My personal favourite track of the whole album is “Good Morning Headache”, another song which metamophises as you listen to it, starting as a delicate and vulnerable ballad, then going all cosmic-americana on you, with a female couterpoint to Christinzio’s heart-wrenching vocals, switching back again as his vocals return to the fore. It’s difficult to say exactly why I was particularly drawn to this song, but it seems to hit me in an emotional soft-spot, which is something that marks out BC Camplight as a rare talent as far as I am concerned.
“Thieves in Antigua” is shot-through with a Brian Wilson / Beach Boys influence, as the album swings back towards more upbeat material. It’s another one of those songs I can envision getting significant airplay and as such it could be key to the album’s success, with it’s winning melody, effective use of brass and that female vocal again. It is simply pot, a great pop song and one that I hope gets the airplay it deserves.
“Thieves in Antigua” is followed up by yet another swing of the pendulum in terms of mood, as “Atom Bomb” finds BC Camplight once again in a more subdued mood, though this time I detect something of a debt to Harry Nilsson in it’s arrangement, who is someone that a lot more modern acts should take the time to tip their hat to.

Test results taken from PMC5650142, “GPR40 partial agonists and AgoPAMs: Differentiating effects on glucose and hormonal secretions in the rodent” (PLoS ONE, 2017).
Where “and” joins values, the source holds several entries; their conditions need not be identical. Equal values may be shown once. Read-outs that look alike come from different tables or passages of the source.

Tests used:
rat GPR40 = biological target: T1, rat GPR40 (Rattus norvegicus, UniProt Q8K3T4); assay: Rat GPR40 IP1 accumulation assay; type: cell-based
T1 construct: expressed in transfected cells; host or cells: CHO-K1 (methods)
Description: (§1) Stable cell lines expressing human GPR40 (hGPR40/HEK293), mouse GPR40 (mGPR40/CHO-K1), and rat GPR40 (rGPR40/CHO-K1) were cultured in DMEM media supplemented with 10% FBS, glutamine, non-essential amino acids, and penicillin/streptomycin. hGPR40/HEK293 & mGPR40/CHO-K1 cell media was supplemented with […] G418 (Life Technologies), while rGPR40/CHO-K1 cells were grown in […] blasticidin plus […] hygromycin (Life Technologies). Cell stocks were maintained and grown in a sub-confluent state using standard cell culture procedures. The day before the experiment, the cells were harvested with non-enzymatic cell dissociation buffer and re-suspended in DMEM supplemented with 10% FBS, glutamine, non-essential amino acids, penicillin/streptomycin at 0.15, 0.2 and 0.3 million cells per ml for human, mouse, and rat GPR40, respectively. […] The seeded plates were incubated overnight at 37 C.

The mood pendulum is then twisted entirely out of synch with “Lay Me on the Floor”, one of the first songs How to Die in the North that indicated that I would be listening to the album on pretty much permanent rotation since I was sent the advance copy of it a couple of weeks ago. It’s unlike anything else on the album, utterly compelling and a really rather addictive tune.
The album closes with “Why Doesn’t Anybody Fall in Love”, a heart-swellingly romantic sweeping epic squeezed into just over three and a half minutes. Lesser acts might have been tempted to drag the tune out to a more cumbersome run time, but BC Camplight knows the value of economy and can say more in three and a half minutes than most acts can in a whole album. It’s a brilliant way to end what could be a career-defining album.
As a touring member of War on Drugs, Brian Christinzio was a super-talented sideman, however How to Die in the North is an album that effectively re-launches his solo career in the most effective way possible. If tracks from this album receive the radioplay that they deserve to, How to Die in the North has every chance of being one of the most celebrated releases of 2015, setting the bar at a height that only the very best acts could possibly hope to match.
This time last month, I’d never even heard of BC Camplight. Now he’s about to release the album by which I’ll be comparing all others to for the next twelve months. I even feel I need to buy him a pint to say thank you.
How to Die in the North will be released 19th January on Bella Union.